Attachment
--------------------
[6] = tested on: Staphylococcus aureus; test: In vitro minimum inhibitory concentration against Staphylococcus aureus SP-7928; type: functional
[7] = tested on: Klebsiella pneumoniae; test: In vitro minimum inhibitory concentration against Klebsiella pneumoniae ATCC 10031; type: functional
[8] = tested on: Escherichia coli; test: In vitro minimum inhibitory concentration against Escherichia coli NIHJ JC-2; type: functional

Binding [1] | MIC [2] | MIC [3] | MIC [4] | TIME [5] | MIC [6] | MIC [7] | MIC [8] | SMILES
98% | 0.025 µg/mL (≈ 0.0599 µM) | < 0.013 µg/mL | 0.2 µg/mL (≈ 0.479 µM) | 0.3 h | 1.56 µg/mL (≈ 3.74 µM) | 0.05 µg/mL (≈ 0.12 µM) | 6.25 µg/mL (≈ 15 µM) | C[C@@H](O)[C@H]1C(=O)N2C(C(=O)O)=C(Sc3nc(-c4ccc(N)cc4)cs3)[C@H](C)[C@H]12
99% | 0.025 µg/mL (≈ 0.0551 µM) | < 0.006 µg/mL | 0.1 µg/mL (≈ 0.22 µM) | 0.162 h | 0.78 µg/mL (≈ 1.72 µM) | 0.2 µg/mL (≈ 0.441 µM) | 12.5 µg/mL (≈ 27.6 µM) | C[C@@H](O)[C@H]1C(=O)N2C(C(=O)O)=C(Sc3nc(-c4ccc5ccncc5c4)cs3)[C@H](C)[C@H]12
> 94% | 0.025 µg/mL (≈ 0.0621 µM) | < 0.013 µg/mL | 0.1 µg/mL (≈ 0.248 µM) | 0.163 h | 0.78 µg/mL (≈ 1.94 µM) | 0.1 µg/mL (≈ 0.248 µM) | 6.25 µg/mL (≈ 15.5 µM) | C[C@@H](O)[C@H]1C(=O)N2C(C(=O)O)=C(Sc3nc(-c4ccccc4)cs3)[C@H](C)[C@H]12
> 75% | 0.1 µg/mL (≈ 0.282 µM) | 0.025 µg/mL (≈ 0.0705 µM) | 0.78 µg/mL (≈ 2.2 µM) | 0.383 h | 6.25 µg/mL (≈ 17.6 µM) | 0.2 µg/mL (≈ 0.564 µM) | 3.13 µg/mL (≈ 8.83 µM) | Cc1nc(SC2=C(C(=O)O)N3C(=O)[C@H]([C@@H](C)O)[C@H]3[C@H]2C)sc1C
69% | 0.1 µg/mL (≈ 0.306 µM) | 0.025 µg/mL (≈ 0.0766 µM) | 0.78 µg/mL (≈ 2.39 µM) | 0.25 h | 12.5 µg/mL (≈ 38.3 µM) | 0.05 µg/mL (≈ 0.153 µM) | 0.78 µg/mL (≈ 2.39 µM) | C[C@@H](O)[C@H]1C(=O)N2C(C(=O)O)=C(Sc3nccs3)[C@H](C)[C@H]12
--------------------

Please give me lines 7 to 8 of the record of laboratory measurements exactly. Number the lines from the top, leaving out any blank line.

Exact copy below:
> 94% | 0.025 µg/mL (≈ 0.0621 µM) | < 0.013 µg/mL | 0.1 µg/mL (≈ 0.248 µM) | 0.163 h | 0.78 µg/mL (≈ 1.94 µM) | 0.1 µg/mL (≈ 0.248 µM) | 6.25 µg/mL (≈ 15.5 µM) | C[C@@H](O)[C@H]1C(=O)N2C(C(=O)O)=C(Sc3nc(-c4ccccc4)cs3)[C@H](C)[C@H]12
> 75% | 0.1 µg/mL (≈ 0.282 µM) | 0.025 µg/mL (≈ 0.0705 µM) | 0.78 µg/mL (≈ 2.2 µM) | 0.383 h | 6.25 µg/mL (≈ 17.6 µM) | 0.2 µg/mL (≈ 0.564 µM) | 3.13 µg/mL (≈ 8.83 µM) | Cc1nc(SC2=C(C(=O)O)N3C(=O)[C@H]([C@@H](C)O)[C@H]3[C@H]2C)sc1C